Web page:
Plot

The plot is easy enough to comprehend as Jessica was wronged by the Purple Man in the past. This sent her into a depression and now that he has began his twisted games again, she decides to face her fears and take him down. Although the overall storyline is awesome, it is pretty cliche when it comes to superheroes. However, the B and C plots are just as, if not more entertaining as the A plot. We have a recent victim of Purple Man on trial for a crime she was forced to do whose trial depends solely on Jessica’s reluctant allies that she must bend over backwards to keep content. Then the personal favorite of mine, the romantic plot.

I’m normally a sucker when it comes to romance and superhero shows but this is an exceptionally great one due to Jessica being so reserved, damaged, and protective of her friends. Despite her finally finding someone she has multiple things in common and she can be herself with, she sabotages the relationship in fear of any negative consequences occurring, be they physical harm or emotional suffering. It makes me yearn for her to return to her partner while understanding why she is made her decisions.

Action

While being a mystery, each episode has a good bit of action. It may be far less than Daredevil but that is quite alright because they make up for it with unexpected fight scenes that are both brutal and fair. Again, most fights that involve Jessica are one sided but when her side characters have to defend themselves you’ll be on the edge of your seat because you know they are fragile. Even the fight scenes with Jessica Jones are still enjoyable as seeing some jerk badmouth her only to receive a fist to the fist that sends him flying across the room, wondering just what happened never gets old. Never.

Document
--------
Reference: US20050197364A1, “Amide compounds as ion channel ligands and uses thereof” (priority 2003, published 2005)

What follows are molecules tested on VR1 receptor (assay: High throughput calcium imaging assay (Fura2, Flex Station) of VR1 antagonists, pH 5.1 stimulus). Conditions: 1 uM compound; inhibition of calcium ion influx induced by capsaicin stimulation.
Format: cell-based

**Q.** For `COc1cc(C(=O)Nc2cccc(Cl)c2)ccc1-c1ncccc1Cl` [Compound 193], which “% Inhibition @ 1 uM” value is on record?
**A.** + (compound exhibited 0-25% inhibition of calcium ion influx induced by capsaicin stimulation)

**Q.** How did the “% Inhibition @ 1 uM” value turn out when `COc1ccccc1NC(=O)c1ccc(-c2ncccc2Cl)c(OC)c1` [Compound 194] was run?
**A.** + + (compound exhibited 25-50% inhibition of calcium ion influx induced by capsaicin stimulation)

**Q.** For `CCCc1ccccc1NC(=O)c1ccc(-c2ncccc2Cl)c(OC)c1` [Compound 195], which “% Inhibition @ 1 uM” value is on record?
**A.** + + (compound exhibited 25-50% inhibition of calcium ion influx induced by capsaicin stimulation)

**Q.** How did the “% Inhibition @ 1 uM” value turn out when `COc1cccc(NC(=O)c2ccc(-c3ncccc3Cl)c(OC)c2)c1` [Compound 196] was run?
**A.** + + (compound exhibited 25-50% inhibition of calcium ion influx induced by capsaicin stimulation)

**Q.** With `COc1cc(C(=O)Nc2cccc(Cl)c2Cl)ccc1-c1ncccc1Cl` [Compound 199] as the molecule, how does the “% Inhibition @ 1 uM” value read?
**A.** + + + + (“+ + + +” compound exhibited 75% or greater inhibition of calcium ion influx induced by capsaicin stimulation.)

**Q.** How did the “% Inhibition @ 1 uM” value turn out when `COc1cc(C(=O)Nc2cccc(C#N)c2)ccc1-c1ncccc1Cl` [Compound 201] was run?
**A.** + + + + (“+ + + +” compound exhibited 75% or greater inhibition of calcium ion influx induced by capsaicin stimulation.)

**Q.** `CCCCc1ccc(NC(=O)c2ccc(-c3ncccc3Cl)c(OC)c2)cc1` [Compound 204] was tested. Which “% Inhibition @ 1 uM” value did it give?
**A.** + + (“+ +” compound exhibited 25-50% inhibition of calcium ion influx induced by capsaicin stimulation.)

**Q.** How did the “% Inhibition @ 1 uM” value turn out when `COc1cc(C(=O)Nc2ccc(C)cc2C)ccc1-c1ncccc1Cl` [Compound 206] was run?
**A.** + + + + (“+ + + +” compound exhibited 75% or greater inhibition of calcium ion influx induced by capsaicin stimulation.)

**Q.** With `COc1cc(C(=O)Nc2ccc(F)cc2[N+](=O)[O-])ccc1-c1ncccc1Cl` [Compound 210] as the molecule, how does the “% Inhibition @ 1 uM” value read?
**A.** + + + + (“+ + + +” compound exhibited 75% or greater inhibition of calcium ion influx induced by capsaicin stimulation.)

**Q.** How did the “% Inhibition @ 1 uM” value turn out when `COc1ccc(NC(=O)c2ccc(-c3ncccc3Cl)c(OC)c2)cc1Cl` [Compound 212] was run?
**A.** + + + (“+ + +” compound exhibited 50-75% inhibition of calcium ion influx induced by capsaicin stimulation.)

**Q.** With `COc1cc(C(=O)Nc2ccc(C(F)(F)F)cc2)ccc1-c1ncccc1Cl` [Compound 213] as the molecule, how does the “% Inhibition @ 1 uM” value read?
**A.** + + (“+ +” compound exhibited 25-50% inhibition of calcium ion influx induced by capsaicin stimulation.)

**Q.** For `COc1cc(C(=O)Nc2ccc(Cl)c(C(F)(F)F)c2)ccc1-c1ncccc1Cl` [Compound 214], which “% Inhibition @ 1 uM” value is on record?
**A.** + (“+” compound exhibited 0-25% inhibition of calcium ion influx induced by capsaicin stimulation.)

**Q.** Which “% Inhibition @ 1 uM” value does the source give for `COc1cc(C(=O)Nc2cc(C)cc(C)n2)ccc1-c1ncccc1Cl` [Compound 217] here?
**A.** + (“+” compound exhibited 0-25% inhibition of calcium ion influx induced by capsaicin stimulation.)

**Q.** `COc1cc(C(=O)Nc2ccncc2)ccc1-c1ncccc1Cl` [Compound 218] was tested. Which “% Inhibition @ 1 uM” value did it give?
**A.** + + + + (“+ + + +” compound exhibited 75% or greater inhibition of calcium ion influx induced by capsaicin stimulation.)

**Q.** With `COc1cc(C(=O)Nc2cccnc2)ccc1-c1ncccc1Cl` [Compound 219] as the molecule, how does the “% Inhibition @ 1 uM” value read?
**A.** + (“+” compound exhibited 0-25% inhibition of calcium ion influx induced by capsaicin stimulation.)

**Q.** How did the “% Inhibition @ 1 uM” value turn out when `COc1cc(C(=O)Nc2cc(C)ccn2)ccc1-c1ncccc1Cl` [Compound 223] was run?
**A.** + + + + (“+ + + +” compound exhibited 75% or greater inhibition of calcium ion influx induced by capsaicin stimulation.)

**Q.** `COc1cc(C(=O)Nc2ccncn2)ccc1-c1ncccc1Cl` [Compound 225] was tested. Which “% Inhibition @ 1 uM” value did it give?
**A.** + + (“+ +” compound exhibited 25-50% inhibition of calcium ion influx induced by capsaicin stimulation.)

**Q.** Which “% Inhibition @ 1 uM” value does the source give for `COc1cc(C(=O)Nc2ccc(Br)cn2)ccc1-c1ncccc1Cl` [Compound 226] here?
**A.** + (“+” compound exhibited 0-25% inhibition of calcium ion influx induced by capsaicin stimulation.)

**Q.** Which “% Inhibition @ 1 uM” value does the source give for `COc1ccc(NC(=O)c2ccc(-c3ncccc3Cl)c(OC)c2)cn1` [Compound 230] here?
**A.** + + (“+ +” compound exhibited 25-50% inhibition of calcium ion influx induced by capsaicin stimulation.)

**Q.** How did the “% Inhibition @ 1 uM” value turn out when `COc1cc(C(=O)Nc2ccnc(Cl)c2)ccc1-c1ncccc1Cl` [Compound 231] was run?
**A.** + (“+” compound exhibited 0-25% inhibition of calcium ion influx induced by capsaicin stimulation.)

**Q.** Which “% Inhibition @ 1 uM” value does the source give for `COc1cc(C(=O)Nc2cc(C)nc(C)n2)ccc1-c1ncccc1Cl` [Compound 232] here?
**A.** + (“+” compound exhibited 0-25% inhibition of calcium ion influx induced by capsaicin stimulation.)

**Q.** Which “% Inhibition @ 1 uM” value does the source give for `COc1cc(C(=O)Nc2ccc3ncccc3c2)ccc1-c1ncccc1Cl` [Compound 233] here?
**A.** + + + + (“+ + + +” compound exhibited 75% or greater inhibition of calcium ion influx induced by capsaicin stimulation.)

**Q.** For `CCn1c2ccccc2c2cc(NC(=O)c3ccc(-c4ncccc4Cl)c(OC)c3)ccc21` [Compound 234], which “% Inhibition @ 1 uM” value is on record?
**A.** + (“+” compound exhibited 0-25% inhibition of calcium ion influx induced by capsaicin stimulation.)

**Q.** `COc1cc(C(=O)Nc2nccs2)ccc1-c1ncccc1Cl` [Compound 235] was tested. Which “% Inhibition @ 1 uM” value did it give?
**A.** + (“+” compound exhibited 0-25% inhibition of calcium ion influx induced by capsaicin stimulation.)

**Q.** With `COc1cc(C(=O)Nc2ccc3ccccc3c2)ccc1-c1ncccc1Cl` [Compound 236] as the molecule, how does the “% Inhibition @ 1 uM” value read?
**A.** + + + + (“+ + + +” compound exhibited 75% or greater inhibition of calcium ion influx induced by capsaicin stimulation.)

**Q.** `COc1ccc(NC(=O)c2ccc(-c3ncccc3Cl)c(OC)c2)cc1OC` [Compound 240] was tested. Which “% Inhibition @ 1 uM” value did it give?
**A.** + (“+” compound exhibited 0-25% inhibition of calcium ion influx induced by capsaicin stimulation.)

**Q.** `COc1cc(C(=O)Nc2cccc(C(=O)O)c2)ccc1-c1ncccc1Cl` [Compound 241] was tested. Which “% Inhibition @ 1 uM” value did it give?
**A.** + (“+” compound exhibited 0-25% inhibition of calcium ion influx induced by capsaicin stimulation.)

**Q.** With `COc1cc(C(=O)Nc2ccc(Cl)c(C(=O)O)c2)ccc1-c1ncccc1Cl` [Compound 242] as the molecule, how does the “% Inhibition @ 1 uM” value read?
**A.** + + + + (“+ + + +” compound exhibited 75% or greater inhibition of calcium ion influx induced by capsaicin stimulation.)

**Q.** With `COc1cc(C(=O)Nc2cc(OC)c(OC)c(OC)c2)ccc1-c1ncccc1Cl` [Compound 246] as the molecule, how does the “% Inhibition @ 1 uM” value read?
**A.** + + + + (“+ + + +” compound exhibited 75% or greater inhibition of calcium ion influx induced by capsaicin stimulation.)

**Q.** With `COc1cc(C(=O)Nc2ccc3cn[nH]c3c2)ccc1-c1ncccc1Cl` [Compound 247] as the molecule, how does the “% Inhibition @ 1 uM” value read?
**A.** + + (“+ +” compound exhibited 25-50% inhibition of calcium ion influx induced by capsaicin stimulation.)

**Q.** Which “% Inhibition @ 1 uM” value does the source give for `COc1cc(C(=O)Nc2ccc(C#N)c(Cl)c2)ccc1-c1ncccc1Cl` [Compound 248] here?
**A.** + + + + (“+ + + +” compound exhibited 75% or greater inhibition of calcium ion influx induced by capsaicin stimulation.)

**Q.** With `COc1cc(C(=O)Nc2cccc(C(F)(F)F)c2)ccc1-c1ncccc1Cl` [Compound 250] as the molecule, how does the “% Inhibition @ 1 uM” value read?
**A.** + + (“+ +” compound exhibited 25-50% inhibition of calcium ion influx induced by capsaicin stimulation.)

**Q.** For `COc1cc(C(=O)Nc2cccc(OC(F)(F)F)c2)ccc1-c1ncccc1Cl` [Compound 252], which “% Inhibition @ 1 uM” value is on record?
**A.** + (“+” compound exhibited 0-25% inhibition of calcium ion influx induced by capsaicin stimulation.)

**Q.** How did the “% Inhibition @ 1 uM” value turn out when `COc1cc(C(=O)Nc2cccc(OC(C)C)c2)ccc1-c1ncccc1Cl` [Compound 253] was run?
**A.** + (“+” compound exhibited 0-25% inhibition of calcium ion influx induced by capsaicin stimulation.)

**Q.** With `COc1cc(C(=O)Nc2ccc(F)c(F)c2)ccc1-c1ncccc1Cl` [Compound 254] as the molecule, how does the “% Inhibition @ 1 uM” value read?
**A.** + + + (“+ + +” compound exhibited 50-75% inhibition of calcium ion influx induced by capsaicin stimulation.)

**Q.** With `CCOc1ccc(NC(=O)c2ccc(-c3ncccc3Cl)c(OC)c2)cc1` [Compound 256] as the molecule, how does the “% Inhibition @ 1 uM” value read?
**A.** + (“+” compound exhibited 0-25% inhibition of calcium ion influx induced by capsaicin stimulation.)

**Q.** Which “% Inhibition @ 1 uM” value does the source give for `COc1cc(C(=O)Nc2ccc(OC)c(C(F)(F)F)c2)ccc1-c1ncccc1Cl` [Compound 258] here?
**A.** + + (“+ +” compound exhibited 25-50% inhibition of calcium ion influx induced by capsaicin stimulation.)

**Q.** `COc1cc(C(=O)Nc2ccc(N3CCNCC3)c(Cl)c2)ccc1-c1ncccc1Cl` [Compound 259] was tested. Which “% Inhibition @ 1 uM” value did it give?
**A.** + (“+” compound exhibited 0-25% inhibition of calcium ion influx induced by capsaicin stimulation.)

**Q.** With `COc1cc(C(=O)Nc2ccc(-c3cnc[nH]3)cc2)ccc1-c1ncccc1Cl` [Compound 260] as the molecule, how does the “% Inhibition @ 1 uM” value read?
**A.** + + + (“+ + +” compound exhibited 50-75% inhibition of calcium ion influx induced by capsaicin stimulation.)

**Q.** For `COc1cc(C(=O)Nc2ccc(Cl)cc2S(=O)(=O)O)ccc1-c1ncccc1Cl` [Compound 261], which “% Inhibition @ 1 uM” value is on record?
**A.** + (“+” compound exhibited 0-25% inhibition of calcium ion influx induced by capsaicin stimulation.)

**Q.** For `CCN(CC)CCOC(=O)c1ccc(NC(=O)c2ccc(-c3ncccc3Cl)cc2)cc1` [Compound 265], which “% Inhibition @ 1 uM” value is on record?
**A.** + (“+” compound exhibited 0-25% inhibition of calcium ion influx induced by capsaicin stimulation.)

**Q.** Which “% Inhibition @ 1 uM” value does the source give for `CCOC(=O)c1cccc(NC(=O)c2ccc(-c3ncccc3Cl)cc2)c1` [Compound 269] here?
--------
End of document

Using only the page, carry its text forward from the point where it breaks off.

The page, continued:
Villain

The Purple Man is a son-of-a-bitch and every episode reinforces this fact without being over bearing. The information you have on the world comes mainly from Jessica’s immediate area so the viewer will commonly go forty minutes without hearing or seeing the villain other than flashbacks. Then when you do see him it has the impact of meeting the devil. Her deep rooted fear of him and his powers is justified time and again, which drives her to fight harder while she also know that he is just as terrible as she knew he was. Slowly but surely every character in the story acknowledges not only his existence, but also his raw power and takes on a healthy fear of him.

In Conclusion

Jessica Jones has completely surpassed every expectation I had from who she was, her abilities, how Netflix would handle the series and so on. My only real gripe is that they never cross reference any of Daredevil’s major actions despite being in Hell’s Kitchen. I was slightly bummed, but I could understand. If the future Marvel shows on Netflix are this entertaining then you can expect them to quickly dominate all other super hero shows on television at the moment.

NzBiNjA5MGQ0YSMvQnpHclRLOFhuaEo0dmhUZmxiWnVrTmdHTElFPS8xOHgyOTQ6NDAwMngyNjQwLzkwMHg1MzAvZmlsdGVyczpxdWFsaXR5KDcwKS9odHRwOi8vczMuYW1hem9uYXdzLmNvbS9wb2xpY3ltaWMtaW1hZ2VzLzM2N3hkb3Fsbm9jN

Did you binge watch Jessica Jones? What did you think? Comment below!

Darth Mexican
Darth Mexican has been a geek since he first saw a lightsaber ignite. He has strong feelings on subbed anime. He strives to represent the stories of the common man and woman regardless of skin tone, age, sexual preference, or nationality. With every article he strives to bring representation to the voiceless. Unless he finds out they like dubbed anime.

Leave a Reply

Your email address will not be published. Required fields are marked *

You may use these HTML tags and attributes: <a href="" title=""> <abbr title=""> <acronym title=""> <b> <blockquote cite=""> <cite> <code> <del datetime=""> <em> <i> <q cite=""> <s> <strike> <strong>

*

Time limit is exhausted. Please reload CAPTCHA.

Lost Password

Sign Up